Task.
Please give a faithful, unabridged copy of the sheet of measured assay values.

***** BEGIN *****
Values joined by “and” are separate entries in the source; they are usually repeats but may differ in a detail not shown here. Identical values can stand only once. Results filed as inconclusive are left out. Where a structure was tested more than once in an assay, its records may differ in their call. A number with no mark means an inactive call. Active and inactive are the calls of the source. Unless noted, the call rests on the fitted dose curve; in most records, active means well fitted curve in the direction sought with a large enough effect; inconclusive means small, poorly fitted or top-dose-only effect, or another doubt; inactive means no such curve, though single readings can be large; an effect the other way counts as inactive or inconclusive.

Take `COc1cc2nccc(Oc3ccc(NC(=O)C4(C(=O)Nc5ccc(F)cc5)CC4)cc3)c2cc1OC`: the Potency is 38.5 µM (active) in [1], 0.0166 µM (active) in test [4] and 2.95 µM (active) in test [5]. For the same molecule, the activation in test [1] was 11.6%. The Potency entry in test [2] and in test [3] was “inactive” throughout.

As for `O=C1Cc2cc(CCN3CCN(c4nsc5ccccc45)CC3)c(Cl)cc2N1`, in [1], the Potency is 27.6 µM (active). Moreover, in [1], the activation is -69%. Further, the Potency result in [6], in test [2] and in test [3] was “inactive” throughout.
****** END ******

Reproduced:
Values joined by “and” are separate entries in the source; they are usually repeats but may differ in a detail not shown here. Identical values can stand only once. Results filed as inconclusive are left out. Where a structure was tested more than once in an assay, its records may differ in their call. A number with no mark means an inactive call. Active and inactive are the calls of the source. Unless noted, the call rests on the fitted dose curve; in most records, active means well fitted curve in the direction sought with a large enough effect; inconclusive means small, poorly fitted or top-dose-only effect, or another doubt; inactive means no such curve, though single readings can be large; an effect the other way counts as inactive or inconclusive.

Take `COc1cc2nccc(Oc3ccc(NC(=O)C4(C(=O)Nc5ccc(F)cc5)CC4)cc3)c2cc1OC`: the Potency is 38.5 µM (active) in [1], 0.0166 µM (active) in test [4] and 2.95 µM (active) in test [5]. For the same molecule, the activation in test [1] was 11.6%. The Potency entry in test [2] and in test [3] was “inactive” throughout.

As for `O=C1Cc2cc(CCN3CCN(c4nsc5ccccc45)CC3)c(Cl)cc2N1`, in [1], the Potency is 27.6 µM (active). Moreover, in [1], the activation is -69%. Further, the Potency result in [6], in test [2] and in test [3] was “inactive” throughout.